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(Updates information from sources)
By Kirstin Ridley and Matt Scuffham
July 24 (Reuters) - The long-awaited fine on Britain's Lloyds Banking Group in relation to the benchmark interest rate (LIBOR) fixing allegations will be announced next week, two sources familiar with the inquiry told Reuters.
One source said the settlement, which will be the seventh joint UK and U.S. penalty in this inquiry, could be in the ballpark of 200 million to 300 million pounds.
Deutsche Bank is expected to be the eighth bank to settle U.S. and UK allegations of manipulating benchmark interest rates, which are used to price around 450 trillion dollars of financial products worldwide.
Britain's Financial Conduct Authority said in 2012 it expected to reach eight "global" U.S.-UK settlements with financial institutions over the rate-rigging allegations, although it has not ruled out the possibility of pursuing more institutions alone.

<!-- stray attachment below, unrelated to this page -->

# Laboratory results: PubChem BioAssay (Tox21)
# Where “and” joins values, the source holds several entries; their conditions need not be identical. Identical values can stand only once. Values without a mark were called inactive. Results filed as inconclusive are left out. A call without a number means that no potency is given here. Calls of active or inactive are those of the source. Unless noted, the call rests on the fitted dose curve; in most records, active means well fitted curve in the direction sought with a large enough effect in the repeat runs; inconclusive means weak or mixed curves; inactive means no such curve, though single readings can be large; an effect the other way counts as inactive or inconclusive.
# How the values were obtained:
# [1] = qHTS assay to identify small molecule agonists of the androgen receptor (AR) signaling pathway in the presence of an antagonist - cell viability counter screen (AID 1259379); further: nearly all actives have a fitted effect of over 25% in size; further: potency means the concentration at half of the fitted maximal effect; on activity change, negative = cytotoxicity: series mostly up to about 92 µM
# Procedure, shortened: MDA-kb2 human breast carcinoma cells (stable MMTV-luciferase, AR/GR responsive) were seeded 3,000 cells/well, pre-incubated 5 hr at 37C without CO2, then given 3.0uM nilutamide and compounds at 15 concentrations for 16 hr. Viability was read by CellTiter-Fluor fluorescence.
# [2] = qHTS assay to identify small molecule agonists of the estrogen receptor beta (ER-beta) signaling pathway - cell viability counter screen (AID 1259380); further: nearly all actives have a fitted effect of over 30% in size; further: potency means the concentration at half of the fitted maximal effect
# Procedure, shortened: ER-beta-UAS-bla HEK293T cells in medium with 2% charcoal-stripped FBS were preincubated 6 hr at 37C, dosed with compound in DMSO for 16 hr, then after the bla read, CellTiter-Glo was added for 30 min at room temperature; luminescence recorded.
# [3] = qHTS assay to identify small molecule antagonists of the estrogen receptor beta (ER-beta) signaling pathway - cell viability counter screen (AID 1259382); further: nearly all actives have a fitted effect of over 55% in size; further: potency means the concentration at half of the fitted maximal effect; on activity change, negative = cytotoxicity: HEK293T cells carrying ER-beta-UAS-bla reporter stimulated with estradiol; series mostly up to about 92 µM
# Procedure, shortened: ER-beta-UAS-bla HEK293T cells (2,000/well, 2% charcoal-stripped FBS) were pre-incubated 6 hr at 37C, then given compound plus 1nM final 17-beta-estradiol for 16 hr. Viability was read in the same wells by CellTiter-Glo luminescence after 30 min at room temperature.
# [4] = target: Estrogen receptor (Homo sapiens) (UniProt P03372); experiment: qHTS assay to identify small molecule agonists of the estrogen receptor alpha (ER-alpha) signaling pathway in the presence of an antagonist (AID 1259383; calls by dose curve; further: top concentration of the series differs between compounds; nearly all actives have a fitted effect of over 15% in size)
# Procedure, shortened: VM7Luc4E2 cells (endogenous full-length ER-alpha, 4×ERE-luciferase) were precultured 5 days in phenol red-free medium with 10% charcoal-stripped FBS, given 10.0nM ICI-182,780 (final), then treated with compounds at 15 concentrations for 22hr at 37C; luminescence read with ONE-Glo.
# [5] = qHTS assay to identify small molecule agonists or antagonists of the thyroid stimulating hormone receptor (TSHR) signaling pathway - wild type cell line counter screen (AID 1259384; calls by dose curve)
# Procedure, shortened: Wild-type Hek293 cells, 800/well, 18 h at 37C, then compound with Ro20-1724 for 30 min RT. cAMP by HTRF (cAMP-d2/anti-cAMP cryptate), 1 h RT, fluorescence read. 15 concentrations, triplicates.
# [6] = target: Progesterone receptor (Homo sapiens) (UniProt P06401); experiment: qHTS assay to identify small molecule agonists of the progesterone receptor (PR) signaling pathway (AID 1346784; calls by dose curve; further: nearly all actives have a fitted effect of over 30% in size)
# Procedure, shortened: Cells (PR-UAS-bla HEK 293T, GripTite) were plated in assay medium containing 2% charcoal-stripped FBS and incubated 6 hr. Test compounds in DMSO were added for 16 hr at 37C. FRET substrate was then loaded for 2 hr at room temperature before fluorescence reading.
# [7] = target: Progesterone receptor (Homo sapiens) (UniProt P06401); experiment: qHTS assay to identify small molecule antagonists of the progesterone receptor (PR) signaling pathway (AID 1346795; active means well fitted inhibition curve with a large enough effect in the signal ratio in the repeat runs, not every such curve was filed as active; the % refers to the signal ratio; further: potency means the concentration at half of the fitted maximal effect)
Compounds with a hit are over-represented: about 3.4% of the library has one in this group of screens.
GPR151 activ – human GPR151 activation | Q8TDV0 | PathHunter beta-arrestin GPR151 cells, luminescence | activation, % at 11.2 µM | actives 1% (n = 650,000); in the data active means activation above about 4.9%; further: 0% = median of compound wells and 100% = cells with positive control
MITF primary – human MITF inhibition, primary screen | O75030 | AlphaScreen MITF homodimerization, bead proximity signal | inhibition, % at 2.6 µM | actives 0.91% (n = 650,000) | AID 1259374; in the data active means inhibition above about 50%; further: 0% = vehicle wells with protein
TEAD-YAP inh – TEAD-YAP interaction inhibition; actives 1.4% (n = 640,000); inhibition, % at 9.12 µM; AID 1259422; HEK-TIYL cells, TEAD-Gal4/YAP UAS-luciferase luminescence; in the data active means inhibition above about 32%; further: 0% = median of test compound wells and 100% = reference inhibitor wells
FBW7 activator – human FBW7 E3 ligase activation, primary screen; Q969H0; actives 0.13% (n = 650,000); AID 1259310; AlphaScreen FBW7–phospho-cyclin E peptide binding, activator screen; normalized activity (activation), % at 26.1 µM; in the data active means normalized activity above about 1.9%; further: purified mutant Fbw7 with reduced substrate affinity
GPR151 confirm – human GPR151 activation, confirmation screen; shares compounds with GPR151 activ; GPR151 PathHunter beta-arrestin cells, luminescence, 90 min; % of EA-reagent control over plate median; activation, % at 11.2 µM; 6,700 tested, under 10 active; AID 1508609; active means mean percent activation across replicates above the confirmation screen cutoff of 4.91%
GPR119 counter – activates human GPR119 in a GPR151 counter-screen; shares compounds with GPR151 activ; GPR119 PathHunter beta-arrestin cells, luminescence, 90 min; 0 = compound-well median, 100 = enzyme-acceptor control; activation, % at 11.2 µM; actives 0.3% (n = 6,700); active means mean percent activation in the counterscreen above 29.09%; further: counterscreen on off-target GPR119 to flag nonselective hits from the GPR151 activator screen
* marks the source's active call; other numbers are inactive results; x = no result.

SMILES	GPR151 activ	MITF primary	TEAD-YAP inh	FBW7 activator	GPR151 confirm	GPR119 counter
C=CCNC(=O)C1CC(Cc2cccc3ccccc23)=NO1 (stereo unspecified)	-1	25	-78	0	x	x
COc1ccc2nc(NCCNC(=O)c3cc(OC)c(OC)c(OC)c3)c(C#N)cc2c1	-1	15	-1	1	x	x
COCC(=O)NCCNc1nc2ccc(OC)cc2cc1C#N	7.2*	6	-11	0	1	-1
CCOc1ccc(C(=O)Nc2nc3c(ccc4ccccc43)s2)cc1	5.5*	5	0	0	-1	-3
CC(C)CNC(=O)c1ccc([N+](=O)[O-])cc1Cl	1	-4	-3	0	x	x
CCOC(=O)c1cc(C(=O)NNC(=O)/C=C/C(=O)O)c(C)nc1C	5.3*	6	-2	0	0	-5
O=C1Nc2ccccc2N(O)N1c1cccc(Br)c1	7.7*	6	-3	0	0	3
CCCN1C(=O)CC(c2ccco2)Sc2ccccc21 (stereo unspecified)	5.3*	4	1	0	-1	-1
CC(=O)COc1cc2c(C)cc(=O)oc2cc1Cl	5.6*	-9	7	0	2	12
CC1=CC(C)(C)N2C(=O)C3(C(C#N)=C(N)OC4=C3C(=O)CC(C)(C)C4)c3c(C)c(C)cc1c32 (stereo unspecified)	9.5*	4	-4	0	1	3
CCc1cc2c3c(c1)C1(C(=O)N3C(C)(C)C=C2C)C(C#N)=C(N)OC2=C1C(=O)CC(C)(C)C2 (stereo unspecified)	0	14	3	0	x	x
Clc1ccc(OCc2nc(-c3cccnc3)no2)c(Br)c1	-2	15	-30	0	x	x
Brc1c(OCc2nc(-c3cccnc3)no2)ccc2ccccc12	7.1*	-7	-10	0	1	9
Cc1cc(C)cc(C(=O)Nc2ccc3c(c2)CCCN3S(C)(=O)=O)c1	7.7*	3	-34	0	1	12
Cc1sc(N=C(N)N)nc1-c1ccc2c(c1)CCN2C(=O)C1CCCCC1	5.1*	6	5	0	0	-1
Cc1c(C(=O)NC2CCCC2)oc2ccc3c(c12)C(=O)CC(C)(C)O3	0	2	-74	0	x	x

Including fines dished out by the antitrust regulator, the European Commission, on cartel grounds, a total of 10 banks and brokerages have been fined around $6 billion for benchmark interest rate manipulation to date. Seventeen men have been criminally charged.
The Financial Times reported earlier on Thursday that Lloyds is expected to announce the settlement before declaring its first-half results, citing people familiar with the situation. (on.ft.com/1mK7C1q)
Lloyds, FCA, CFTC and DoJ could not immediately be reached for comment. ($1 = 0.5888 British Pounds) ($1 = 0.5887 British Pounds) (Reporting by Aashika Jain in Bangalore, Kirstin Ridley and Matt Scuffham in London; editing by Gunna Dickson)